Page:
How can institutions provide practical support for first-generation college students to be successful in college? First-generation college-goers experience various challenges as they enter and move through higher education. Much of the existing research indicates that students whose parents did not attend college are more likely than their non-first-generation counterparts to be less academically prepared for college, to have less knowledge of how to apply for college and financial assistance and to have more difficulty in acclimating themselves to college once they enroll (Tym, et al., 2005). As such, educational institutions should provide first-generation college students with the information and guidance they need to understand how to prepare for and select the right college to attend, persist in college successfully, and prepare for life after college. In celebration of National First Generation Student Day, discover four pivotal strategies that academic institutions can adopt to champion the success of first-generation college students.
1. Provide Orientation Programs for First-Generation Learners
Getting first-generation students on campus early is essential to help learners connect with support resources and begin to form a community! An Insider Higher Ed study found that first-generation students identified orientation programming developed specifically for students like themselves as necessary to their sense of belonging.
2. Personalize The Financial Aid Process
Institutions should be intentional about demystifying the financial aid process for first-generation students. Working with area high schools to develop programming for first-generation families to educate them about the financial aid process can be an essential first step in building trust. Amid this crucial period for engagement, institutions should collaborate with on-campus departments such as the School of Business or First-Year Experience programs to enhance first-generation students' financial literacy and foster meaningful connections with their parents and guardians.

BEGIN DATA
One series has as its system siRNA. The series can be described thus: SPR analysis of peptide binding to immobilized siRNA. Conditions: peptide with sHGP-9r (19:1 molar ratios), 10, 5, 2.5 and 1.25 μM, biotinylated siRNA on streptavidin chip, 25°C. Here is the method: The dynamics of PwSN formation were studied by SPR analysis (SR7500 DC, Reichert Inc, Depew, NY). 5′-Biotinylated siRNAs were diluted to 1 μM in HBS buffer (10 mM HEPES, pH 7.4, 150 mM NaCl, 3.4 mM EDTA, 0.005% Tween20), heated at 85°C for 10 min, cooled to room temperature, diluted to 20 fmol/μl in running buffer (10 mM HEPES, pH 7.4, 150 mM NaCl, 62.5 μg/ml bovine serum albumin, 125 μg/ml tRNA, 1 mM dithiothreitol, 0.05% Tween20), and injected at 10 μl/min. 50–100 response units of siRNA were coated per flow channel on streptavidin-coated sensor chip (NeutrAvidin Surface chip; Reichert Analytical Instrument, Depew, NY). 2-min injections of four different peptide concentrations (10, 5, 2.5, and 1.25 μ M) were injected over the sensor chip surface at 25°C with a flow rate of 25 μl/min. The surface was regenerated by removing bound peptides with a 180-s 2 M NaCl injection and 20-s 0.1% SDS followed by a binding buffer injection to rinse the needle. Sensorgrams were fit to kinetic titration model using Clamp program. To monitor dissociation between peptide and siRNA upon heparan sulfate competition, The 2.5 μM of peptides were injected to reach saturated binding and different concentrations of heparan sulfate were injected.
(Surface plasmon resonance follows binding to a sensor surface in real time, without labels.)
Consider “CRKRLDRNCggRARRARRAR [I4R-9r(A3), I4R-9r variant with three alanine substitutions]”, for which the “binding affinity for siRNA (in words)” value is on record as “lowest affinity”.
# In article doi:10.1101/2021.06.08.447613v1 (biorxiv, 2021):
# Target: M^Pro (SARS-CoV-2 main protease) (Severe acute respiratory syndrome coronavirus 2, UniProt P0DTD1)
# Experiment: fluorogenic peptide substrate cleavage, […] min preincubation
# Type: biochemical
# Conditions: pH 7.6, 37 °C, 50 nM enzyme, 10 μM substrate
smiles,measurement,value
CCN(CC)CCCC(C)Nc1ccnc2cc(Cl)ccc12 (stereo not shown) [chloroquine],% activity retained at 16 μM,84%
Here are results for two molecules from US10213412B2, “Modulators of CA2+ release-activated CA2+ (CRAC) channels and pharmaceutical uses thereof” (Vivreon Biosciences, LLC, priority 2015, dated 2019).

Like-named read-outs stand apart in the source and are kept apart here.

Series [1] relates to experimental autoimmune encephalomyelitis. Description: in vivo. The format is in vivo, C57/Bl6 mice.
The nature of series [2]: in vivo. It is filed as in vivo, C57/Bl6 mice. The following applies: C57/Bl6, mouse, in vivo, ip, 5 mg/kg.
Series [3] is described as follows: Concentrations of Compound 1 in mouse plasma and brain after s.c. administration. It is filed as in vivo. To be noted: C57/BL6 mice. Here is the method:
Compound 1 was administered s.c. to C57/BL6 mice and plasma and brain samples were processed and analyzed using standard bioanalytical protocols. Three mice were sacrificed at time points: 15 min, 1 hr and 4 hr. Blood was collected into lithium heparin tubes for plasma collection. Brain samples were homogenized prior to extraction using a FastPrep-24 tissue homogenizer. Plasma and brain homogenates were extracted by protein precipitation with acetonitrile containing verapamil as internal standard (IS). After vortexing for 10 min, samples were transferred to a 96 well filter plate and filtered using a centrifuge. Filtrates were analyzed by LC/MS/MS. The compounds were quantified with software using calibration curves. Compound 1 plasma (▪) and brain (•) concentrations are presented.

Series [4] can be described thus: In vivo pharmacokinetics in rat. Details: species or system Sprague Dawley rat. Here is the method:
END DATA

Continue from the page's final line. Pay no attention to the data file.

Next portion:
3. Create Opportunities For Mentorship
Faculty, staff, more experienced students, and alumni are invaluable as mentors to first-generation students, providing practical and inspiring guidance. Formal mentorship programs are crucial, offering a platform for these students to ask questions, access resources, and share their experiences openly. Such relationships are a cornerstone in fostering academic success, retention, and degree completion for first-generation learners. To further enhance this support system, tutors can play a significant role. Listen to M.E. McWilliams' top tips, where she delves into effective strategies tutors can employ to uplift and empower first-generation students throughout their educational journey.
4. Teach Faculty & Staff About First-Generation Student Experiences
Institutions should ensure that all faculty and staff have engaged with training and resources that speak to the experiences of first-generation learners. Whether online training or inviting speakers to campus, professional development opportunities emphasize an institution's commitment to its first-generation students' success. For further ideas, check out our recent podcast “Friday 5 Live! Supporting First-Generation College Students With A Cultural Strengths Approach” where Dr. Shantell Strickland-Davis discusses the cultural strengths approach to support the one in three college students who identify as first-generation. She shares actionable strategies for classrooms and student services to enhance engagement and success for this vital student demographic.
Transforming Student Success: Empowering Institutions With Innovative Educators' Solutions
For nearly 20 years, Innovative Educators has assisted college leaders to build foundations of success for their students. Institutions have seen student engagement and retention increase as a result of utilizing Go2Orientation, OnlineLingo and StudentLingo to onboard new students. Grounded in best practices for online learning, Innovative Educators student support tools are engaging, interactive, and community-building. Go2Orientation, OnlineLingo and StudentLingo together create a powerful online resource center providing support to students throughout their academic journey.
By Meg Foster
Online Learning & Design Specialist - Consultant